The El Nino weather event predicted to dump rain on the West Coast this year could actually help the rapidly retreating glaciers, according to a scientist.

However, he also notes that one good year will not be enough to reverse the overall trend toward retreat.

New Zealand's multimillion-dollar glacier tourism industry was potentially under threat by ongoing glacial retreat, a report released last week said.

University of Canterbury geographer Dr Heather Purdie said she had been monitoring Fox Glacier since 2005 and was increasingly concerned about the impact that climate-driven glacier retreat would have on glacier tourism.


Dr Brian Anderson, a Victoria University senior research fellow in glaciology, said El Nino tended to bring cooler, cloudier and wetter weather to the West Coast - "and all of those things are good for glaciers".

Fox Glacier and its northern neighbour Franz Josef Glacier advanced in the 1980s to 2000s because of a series of El Nino years, especially in the late 1970s to early 1980s, and again in the 1990s.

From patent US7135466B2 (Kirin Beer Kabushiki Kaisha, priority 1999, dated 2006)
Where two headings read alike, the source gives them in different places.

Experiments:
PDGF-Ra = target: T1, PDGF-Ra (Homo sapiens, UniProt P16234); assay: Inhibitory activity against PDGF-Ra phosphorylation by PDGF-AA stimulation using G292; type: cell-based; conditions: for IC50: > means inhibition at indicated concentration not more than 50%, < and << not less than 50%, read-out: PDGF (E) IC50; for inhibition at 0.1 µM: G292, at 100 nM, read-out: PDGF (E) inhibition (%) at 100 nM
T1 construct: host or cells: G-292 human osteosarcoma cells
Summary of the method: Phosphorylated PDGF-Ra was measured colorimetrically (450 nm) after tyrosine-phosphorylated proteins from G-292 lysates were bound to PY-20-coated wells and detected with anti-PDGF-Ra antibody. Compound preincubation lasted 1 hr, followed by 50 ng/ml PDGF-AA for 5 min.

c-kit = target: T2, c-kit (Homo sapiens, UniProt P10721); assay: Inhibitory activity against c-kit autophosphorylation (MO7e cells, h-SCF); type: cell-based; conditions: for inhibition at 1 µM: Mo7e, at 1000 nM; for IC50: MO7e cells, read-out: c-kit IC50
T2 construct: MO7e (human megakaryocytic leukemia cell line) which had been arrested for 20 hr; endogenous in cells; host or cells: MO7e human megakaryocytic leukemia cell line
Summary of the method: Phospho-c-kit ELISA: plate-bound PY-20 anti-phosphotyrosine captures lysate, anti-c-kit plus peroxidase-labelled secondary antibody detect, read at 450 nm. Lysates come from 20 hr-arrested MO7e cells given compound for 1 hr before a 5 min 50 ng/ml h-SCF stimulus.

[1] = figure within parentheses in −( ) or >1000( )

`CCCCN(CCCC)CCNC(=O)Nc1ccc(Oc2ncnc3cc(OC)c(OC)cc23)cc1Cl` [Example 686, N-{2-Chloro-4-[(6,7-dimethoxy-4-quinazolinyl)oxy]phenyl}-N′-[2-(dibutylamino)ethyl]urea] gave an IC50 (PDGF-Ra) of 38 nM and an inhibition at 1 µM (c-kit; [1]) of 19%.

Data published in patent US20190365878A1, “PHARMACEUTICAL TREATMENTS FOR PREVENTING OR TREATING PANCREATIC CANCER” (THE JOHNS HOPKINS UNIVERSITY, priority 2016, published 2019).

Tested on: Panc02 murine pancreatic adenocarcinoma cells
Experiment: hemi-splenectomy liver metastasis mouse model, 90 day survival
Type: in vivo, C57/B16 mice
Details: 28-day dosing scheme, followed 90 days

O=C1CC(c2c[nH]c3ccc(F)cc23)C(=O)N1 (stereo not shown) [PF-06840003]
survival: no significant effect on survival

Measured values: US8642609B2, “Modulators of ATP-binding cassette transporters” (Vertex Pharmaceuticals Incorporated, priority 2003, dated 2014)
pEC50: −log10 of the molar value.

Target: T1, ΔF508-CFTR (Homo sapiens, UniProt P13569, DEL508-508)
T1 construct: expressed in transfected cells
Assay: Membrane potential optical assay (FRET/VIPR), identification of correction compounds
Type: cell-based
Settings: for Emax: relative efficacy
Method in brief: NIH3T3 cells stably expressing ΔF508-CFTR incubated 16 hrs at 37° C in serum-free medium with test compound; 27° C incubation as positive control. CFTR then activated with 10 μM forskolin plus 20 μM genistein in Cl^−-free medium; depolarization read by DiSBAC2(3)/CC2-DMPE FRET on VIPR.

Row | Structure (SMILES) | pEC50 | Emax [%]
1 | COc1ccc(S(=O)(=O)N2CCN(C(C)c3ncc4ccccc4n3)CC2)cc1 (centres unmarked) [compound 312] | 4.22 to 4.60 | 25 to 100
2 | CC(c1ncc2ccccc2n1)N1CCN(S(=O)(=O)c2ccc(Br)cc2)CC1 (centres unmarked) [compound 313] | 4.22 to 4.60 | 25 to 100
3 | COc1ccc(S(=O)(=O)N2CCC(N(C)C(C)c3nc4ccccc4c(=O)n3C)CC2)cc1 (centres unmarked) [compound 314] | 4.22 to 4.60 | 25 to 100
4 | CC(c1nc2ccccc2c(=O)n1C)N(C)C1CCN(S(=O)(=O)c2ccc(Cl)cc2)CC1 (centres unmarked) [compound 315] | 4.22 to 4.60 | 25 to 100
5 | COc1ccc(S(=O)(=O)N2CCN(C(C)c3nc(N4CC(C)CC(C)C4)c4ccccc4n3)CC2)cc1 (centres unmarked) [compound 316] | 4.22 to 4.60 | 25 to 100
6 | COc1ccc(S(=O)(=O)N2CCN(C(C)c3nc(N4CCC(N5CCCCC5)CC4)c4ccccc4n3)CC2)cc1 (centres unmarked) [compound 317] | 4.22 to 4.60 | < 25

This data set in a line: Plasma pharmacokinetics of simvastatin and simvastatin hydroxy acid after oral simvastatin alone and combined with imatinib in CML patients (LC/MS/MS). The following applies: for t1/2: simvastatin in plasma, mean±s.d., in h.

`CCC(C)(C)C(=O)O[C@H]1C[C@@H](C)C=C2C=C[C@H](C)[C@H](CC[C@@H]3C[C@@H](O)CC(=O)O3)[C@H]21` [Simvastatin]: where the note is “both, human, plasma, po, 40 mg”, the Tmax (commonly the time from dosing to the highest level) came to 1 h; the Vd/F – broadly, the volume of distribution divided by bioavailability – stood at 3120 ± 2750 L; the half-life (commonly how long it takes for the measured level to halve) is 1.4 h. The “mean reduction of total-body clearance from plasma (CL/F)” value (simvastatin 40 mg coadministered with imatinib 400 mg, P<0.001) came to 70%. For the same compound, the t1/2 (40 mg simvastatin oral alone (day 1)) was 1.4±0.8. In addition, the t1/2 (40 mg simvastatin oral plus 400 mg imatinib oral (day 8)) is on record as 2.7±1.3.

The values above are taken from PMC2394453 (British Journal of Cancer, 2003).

However, the past few years have been mostly La Nina weather, and as a result the glaciers had all been losing ice at a rapid rate, Dr Anderson said.

"We haven't had a good snow year on the glaciers since 2007.

"It is the same story around the world, with increasingly higher rates of ice loss from mountain glaciers," he said.

"Let's hope that the predicted El Nino does happen, because that will be good for the glaciers - but it will take more than one year to turn around the losses that we've seen in the last six or seven years, and it also takes a few years for larger snowfalls to be seen as an advance at the terminus."

In the longer term, global warming would outweigh the short-term El Nino-La Nina variations, he said.

The glaciers would still advance from time to time, but it was unlikely that they would get as long again as they were in 2008, and by 2100 "it may not even be possible to see Fox or Franz Josef glaciers from the valley floors".

The National Institute of Water and Atmosphere has given a 50 per cent chance of an El Nino developing over winter.

-The Greymouth Star